Food Rage: What Flips Us From Hungry To Hangry?

CHAPEL HILL, N.C. – What can turn a calm, rational person into a hungry beast? The concept of hunger and anger coming together to become “hangry” has been used so often and is attractive, the word is now even included in dictionaries.

But where exactly does the hangry begin?

Researchers at the University of North Carolina have explored the mechanisms behind this physical / emotional mystery. They say it is a result of a combination of things, and not just a fall in blood sugar levels. It is something like a pot of biology, personality and ecological signals that boil over. And if a pot viewed never boils, a good observer may be part of the remedy.

“We all know that hunger can sometimes affect our emotions and perceptions of the world around us, but it is only recently that the phrase hangry, meaning bad mood or irritable because of hunger, has been accepted by the Oxford Dictionary, “says lead author Jennifer MacCormack, a doctoral student in the Department of Psychology and Neurocience at the university, in a release. “The purpose of our research is to better understand the psychological mechanisms of hunger-induced emotional states – in this case, how someone becomes hanging.”

Researchers say that it takes more than physical hunger to produce a hangier response. Two important components contribute to the physical sensation: context and self-awareness.

“Not only do you get hungry and you get thrown into the universe,” says co-author Kristen Lindquist, PhD, an assistant professor at the university. “We were all hungry, we saw the unpleasantness as hunger, had a sandwich and felt better. We notice that a hanging feeling occurs when you feel unpleasant because of hunger, but interpret those feelings as strong emotions about other people or the situation where you are. “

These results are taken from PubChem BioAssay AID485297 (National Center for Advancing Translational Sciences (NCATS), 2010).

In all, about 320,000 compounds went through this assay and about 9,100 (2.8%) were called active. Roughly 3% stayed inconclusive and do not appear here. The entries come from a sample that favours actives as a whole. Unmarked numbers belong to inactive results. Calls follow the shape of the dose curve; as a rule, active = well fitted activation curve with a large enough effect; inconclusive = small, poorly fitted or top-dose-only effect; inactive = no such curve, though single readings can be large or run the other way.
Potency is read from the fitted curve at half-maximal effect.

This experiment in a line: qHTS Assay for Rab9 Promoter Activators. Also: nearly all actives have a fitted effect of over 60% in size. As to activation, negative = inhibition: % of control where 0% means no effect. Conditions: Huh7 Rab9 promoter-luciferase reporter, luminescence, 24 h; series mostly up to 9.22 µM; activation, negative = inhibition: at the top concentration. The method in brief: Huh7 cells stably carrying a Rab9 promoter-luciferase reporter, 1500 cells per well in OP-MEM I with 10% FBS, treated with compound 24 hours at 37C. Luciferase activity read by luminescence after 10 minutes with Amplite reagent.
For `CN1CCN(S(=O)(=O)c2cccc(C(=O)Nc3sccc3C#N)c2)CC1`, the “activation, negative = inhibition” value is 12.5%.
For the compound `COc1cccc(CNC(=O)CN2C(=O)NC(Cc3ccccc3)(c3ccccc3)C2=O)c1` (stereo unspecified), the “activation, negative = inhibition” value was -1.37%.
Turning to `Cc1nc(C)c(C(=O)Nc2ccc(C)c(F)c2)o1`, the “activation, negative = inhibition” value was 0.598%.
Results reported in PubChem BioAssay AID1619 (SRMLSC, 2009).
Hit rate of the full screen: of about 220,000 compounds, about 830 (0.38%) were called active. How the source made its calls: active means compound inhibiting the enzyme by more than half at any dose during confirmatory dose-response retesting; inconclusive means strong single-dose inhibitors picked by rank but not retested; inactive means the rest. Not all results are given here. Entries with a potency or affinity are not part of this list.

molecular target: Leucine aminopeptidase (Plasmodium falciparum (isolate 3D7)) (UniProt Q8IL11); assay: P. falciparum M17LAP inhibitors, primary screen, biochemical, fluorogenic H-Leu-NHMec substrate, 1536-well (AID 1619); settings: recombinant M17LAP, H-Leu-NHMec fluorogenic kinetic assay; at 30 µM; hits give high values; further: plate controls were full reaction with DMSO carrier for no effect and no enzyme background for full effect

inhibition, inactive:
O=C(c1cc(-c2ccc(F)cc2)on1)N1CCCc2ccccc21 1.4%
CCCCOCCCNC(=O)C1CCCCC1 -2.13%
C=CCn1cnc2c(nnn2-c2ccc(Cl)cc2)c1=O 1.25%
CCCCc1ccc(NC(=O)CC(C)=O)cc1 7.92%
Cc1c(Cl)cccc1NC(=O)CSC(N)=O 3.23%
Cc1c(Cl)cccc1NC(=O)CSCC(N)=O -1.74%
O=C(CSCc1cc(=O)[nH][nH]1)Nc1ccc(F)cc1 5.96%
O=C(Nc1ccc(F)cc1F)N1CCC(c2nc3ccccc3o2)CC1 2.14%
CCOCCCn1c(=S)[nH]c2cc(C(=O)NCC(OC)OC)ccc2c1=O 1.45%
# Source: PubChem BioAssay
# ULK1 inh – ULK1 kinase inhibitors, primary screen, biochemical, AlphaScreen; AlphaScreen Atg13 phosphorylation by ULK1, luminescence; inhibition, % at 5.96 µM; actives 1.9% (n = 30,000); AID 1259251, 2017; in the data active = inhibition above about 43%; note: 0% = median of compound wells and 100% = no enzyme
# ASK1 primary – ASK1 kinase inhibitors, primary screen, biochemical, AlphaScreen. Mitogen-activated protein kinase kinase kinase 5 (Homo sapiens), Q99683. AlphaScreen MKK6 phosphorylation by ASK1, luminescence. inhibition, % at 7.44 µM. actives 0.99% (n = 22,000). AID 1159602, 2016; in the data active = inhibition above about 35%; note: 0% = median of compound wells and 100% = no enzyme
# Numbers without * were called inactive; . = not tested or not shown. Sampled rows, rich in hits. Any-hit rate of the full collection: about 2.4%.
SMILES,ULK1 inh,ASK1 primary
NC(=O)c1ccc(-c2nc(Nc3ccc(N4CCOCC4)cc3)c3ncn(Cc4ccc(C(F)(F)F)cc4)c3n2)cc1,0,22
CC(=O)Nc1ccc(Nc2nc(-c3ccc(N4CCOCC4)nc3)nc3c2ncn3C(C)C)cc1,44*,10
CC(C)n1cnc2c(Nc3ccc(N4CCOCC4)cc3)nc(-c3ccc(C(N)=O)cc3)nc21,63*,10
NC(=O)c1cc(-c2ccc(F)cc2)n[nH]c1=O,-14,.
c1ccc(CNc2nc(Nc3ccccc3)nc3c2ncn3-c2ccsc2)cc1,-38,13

To find out more about the run-up to hangry, researchers have set up two online experiments with 400 participants who for the first time received an image intended to create positive, negative or neutral emotions. Then they got an ambiguous image of a Chinese icon and asked to rate it on a seven-point scale from pleasant to unpleasant. Participants also assessed their hunger level during the experiment.

The results demonstrated the impact of negative emotions on hunger. After hungry participants were exposed to negative images, they were more likely to negatively evaluate the ambiguous icons. Seeing neutral or positive priming images did not affect the rating of the icons.

“The idea here is that the negative images provide a context for people to interpret their hunger feeling as if the icons were unpleasant,” MacCormack says. “So there seems to be something special about unpleasant situations that makes people hitch their hunger more than, for example, in pleasant or neutral situations.”

But there is another element in the puzzle: self-awareness. People who are more emotionally known can notice when their hunger becomes an emotion and they go into hangry mode less quickly.

A second experiment was conducted in a laboratory environment with 200 university students. Some of the participants were asked to arrive in fasting while others had to eat beforehand. Some students were given a writing exercise that would force them to focus on their emotions. Then they all became players in a real-life scenario that certainly generated a lot of emotions.

All participants were asked to start a boring computer exercise. They did not know it was an installation, with the computers programmed to crash just before the annoying project was completed. To top it all off, one of the researchers arrived to tell the students that it was their fault that the computers crashed. Who has not experienced this fear?

The students then completed questionnaires describing their emotions and perceptions about the quality of the experiment. It is not surprising that hungry participants are more likely to report such negative emotions as stressed and resentful, even if they were not specifically focused on their own emotions. They also felt that the investigator who entered the room was harsh and judgmental.

But the participants who had spent time on their own emotional state did not experience these emotional shifts or changes in social perceptions, even when these people were hungry during the experiment.

Written by Tommy Kilmer

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